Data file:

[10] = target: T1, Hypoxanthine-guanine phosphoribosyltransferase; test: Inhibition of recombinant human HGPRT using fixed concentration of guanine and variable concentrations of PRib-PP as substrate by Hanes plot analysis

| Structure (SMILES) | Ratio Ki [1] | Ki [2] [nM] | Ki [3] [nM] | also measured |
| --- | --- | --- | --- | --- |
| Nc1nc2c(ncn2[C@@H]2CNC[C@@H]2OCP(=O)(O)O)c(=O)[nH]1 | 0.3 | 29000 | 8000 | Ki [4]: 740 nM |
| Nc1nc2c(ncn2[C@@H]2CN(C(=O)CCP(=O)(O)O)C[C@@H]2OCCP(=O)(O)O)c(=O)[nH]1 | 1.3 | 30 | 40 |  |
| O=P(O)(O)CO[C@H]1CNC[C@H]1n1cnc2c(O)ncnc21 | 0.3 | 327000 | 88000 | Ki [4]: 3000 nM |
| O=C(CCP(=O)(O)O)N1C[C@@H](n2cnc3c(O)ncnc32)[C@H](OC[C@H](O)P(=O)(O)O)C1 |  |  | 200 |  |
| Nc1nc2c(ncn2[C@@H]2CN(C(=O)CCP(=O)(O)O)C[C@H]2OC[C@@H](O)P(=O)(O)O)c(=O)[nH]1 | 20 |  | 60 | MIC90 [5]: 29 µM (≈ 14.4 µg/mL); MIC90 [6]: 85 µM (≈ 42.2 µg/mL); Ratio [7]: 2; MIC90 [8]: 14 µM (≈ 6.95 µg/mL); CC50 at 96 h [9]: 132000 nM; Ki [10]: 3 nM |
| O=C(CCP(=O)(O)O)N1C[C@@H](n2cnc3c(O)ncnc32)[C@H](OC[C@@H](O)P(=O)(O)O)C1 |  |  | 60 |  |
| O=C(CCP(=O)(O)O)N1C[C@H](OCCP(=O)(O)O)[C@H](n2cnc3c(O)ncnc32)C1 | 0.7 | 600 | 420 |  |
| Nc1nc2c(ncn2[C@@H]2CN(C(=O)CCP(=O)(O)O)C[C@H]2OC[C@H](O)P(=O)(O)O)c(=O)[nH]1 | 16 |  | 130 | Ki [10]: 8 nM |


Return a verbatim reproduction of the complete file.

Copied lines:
[10] = target: T1, Hypoxanthine-guanine phosphoribosyltransferase; test: Inhibition of recombinant human HGPRT using fixed concentration of guanine and variable concentrations of PRib-PP as substrate by Hanes plot analysis

| Structure (SMILES) | Ratio Ki [1] | Ki [2] [nM] | Ki [3] [nM] | also measured |
| --- | --- | --- | --- | --- |
| Nc1nc2c(ncn2[C@@H]2CNC[C@@H]2OCP(=O)(O)O)c(=O)[nH]1 | 0.3 | 29000 | 8000 | Ki [4]: 740 nM |
| Nc1nc2c(ncn2[C@@H]2CN(C(=O)CCP(=O)(O)O)C[C@@H]2OCCP(=O)(O)O)c(=O)[nH]1 | 1.3 | 30 | 40 |  |
| O=P(O)(O)CO[C@H]1CNC[C@H]1n1cnc2c(O)ncnc21 | 0.3 | 327000 | 88000 | Ki [4]: 3000 nM |
| O=C(CCP(=O)(O)O)N1C[C@@H](n2cnc3c(O)ncnc32)[C@H](OC[C@H](O)P(=O)(O)O)C1 |  |  | 200 |  |
| Nc1nc2c(ncn2[C@@H]2CN(C(=O)CCP(=O)(O)O)C[C@H]2OC[C@@H](O)P(=O)(O)O)c(=O)[nH]1 | 20 |  | 60 | MIC90 [5]: 29 µM (≈ 14.4 µg/mL); MIC90 [6]: 85 µM (≈ 42.2 µg/mL); Ratio [7]: 2; MIC90 [8]: 14 µM (≈ 6.95 µg/mL); CC50 at 96 h [9]: 132000 nM; Ki [10]: 3 nM |
| O=C(CCP(=O)(O)O)N1C[C@@H](n2cnc3c(O)ncnc32)[C@H](OC[C@@H](O)P(=O)(O)O)C1 |  |  | 60 |  |
| O=C(CCP(=O)(O)O)N1C[C@H](OCCP(=O)(O)O)[C@H](n2cnc3c(O)ncnc32)C1 | 0.7 | 600 | 420 |  |
| Nc1nc2c(ncn2[C@@H]2CN(C(=O)CCP(=O)(O)O)C[C@H]2OC[C@H](O)P(=O)(O)O)c(=O)[nH]1 | 16 |  | 130 | Ki [10]: 8 nM |